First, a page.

But both the Legislature and governor are settling for the status quo.
As this session of the Minnesota Legislature comes careening to a close, the rush will be on to define what happened.
Republicans will say they held the line on spending, but ignore that it came at the cost of adding to public debt. Gov. Mark Dayton and Democrats will brag that they worked across the aisle to streamline business permitting. But they failed to secure bipartisan cooperation on the issues most important to Minnesota's economic competitiveness.
The session isn't over, and legislators might still be able to pass some minor tax legislation, may agree on a bonding bill and might even find accord on a Vikings stadium bill. But when it's all said and done, a session that could have been historic too often was histrionic.
Stubbornness and short-sightedness on both sides make this session the "coulda, shoulda, woulda" Legislature.
Start with tax reform. There "coulda" been at least the start of reform this session. Minnesota's taxes are uncompetitive, unfair and unsustainable. In spite of a decade of cuts in state taxes and expensive incentives (like JOBZ) to spur job creation, Minnesota is creating new jobs at a pace significantly slower than the national rate. It's clear that the formula for growth has to be more strategic than just cutting taxes.
It's easy to blame the "no-new-taxes" Republicans, and they deserve their share. But Dayton's "tax-the-rich" insistence also fails the test of leadership. Clearly, Republicans never will accept Dayton's demand to tax the rich by adding a fourth tier to the state's income tax (and there are legitimate policy grounds for that view). Yet, Dayton persisted in demanding that concession from Republicans.
Instead of gridlock, reform could have been built on principles Dayton shares with many Republicans -- a tax system that is simpler, rewards investment and reduces the cost of doing business in Minnesota. This common ground could produce good policy and achieve some important priorities. Take Dayton's issue of taxing the rich, for example.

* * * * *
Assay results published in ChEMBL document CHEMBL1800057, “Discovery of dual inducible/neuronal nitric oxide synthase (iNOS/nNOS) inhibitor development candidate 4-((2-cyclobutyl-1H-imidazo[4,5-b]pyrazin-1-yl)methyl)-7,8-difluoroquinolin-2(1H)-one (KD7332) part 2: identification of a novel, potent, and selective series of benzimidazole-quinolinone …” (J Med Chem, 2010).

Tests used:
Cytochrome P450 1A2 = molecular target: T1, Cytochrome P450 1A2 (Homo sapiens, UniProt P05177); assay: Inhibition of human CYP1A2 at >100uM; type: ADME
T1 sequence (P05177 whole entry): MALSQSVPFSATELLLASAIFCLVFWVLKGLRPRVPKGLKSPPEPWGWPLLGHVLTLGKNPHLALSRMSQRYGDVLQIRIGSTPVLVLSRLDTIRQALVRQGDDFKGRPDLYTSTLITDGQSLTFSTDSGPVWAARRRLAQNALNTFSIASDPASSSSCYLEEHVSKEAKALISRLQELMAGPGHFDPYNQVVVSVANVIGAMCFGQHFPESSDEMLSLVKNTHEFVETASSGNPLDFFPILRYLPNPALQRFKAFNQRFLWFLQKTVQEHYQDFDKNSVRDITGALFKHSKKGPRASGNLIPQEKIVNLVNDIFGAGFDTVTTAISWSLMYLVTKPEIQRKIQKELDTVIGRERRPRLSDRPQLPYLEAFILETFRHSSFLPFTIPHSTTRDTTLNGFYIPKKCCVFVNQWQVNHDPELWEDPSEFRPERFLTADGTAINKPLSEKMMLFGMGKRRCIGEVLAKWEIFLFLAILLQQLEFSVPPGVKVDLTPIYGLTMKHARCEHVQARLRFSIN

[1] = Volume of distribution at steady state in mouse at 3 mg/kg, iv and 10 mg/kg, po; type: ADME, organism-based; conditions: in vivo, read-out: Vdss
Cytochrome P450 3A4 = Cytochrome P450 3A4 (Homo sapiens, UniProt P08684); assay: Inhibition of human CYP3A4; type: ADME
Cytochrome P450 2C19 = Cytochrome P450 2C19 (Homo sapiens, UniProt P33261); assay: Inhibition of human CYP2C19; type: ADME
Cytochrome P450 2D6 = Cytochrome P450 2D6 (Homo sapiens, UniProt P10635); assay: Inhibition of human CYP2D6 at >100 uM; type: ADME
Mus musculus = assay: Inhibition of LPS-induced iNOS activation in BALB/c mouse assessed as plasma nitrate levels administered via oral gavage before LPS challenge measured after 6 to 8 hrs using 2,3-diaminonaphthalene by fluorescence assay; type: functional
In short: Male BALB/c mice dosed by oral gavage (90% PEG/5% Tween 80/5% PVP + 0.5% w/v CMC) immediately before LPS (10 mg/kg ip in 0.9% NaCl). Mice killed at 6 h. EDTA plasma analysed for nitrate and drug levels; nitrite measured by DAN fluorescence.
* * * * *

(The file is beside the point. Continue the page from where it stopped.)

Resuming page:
Streamlining the tax code -- a Republican priority -- could lead to eliminating or capping some of the credits and deductions that disproportionately favor the wealthy. This "coulda" been accomplished had Dayton offered thoughtful leadership rather than partisan rhetoric.
Given our state's ongoing fiscal challenge, the Legislature "shoulda" tackled true spending reform. Dayton, too, has favored the status quo over innovation. Still, the larger badge of failure here rightly should be pinned on Republicans. The GOP's single-minded focus on reducing the size of government leads to a misguided belief that any dollar cut from government budgets is a dollar saved.
Reality tells a different story. Look at the outcomes the devotion to spending cuts is producing in the state's two largest spending buckets, health and education. Sadly, Minnesota was the only state with a "statistically significant" increase in the number of uninsured children between 2008 and 2010, according to a Georgetown University study.
A similar trend is occurring in education. The four-year high school graduation rate among Hispanics and African-Americans is less than 50 percent, creating one of the worst racial disparities in the nation.
Less healthy and undereducated children are long-term cost drivers -- a reality supported by common sense and reputable studies. The Republicans' shortsighted approach to government spending is costing our state its future.
There are sound solutions to all these challenges. The 21st Century Tax Reform Commission, the Budget Trends Study Commission and the Minnesota Citizens Forum on Health Care Costs chaired by former U.S. Sen. Dave Durenberger are among many bipartisan studies that provide road maps for innovation. The bottom line? Minnesota doesn't suffer from a lack of good ideas, but from a lack of political leadership.
Throughout this legislative session, policymakers' questions too often have focused on how much Minnesota is spending or taxing. Better answers would have come from a different question: "What are we getting in return?"
Dayton and the Legislature "coulda" started on tax reform and "shoulda" made progress on linking spending to outcomes. There still is time for both sides to offer leadership. Absent that leadership, we may look back in 10 years and regret what the state "woulda" been if only policymakers had made the tough, though right, decisions today.
Tom Horner is a public-affairs consultant and was chief of staff to U.S. Sen. Dave Durenberger, R-Minn. Tim Penny is president and CEO of the Southern Minnesota Initiative Foundation and is a former Democratic member of Congress. Both are former Independence Party candidates for governor.